Ex-congressman robbed second time this year Intruder forces way into Mitchell's home


A man wearing a black ski mask forced his way into the West Baltimore home of former U.S. Rep. Parren J. Mitchell early yesterday and stole money from the 74-year-old, who tried to fight the intruder.

Police were searching for witnesses yesterday and had not made any arrests. Mitchell said in an interview that he was confident the criminal would be caught. "The police do a pretty good job of tracking people down," he said.

It was the second time this year that Mitchell's rowhouse across from Lafayette Square has been burglarized. In February, someone broke in while the former congressman was sleeping and stole his wallet and a videocassette recorder.

Mitchell, a member of a high-profile political family and known for keeping vigils on drug corners to force dealers out, vowed never to move from his home of 10 years. "You can't let people run you out of your home," he said. "You have got to fight back."

Western District Lt. James Hawkins described Mitchell's neighborhood as diverse. Looking out his front window, he said, you see a park, churches and a senior citizens' home. "Take a look out the side window, then you get a view of the drug dealers a block or two away," he said.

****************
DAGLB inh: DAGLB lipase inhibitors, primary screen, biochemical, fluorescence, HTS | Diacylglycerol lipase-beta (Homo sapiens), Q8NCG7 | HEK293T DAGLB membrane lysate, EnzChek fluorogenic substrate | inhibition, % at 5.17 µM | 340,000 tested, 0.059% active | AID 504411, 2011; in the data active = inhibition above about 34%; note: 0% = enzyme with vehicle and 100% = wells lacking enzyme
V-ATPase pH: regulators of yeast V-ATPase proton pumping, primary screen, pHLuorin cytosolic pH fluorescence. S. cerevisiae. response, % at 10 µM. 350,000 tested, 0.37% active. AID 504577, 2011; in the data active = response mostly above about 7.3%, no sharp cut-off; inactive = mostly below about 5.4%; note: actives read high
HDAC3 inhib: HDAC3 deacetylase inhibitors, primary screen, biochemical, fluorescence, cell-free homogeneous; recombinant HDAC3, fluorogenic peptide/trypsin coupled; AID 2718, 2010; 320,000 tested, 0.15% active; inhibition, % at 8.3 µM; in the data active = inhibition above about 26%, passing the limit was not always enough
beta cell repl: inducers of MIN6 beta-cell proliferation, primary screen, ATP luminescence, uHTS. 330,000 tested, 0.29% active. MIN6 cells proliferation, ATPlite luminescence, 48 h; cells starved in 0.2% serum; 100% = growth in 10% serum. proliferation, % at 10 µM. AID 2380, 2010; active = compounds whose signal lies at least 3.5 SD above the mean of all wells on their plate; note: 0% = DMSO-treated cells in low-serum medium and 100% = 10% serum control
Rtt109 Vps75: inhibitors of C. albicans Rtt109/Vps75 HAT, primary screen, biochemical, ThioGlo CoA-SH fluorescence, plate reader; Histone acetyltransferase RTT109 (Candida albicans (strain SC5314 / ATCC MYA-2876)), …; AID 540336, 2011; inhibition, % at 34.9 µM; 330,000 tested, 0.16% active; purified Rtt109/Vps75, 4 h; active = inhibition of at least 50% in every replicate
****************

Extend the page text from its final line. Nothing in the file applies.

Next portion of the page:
Mitchell said he was in his kitchen about 2: 30 a.m. when he heard glass shatter in the living room. He walked to the next room and said he saw a man wearing a black ski mask trying to crawl through a window.

"Mr. Mitchell states he hit the suspect several times to prevent him from entering," the police report says. "He then stated that the suspect climbed his way through the window and stated, 'Give me some money.' "

"I said, 'Go on, take it,' " said Mitchell, who handed the man $160 from his wallet. "I had run out of steam by then."

A year ago, Mitchell complained at a news conference that his work to oust drug dealers had accomplished little, but he was willing to give his life to save Baltimore.

Yesterday, Mitchell said he hasn't "seen much progress." Persistent crime, he said, is "irritating and frustrating. You just keep on fighting the good fight."

Pub Date: 8/14/96

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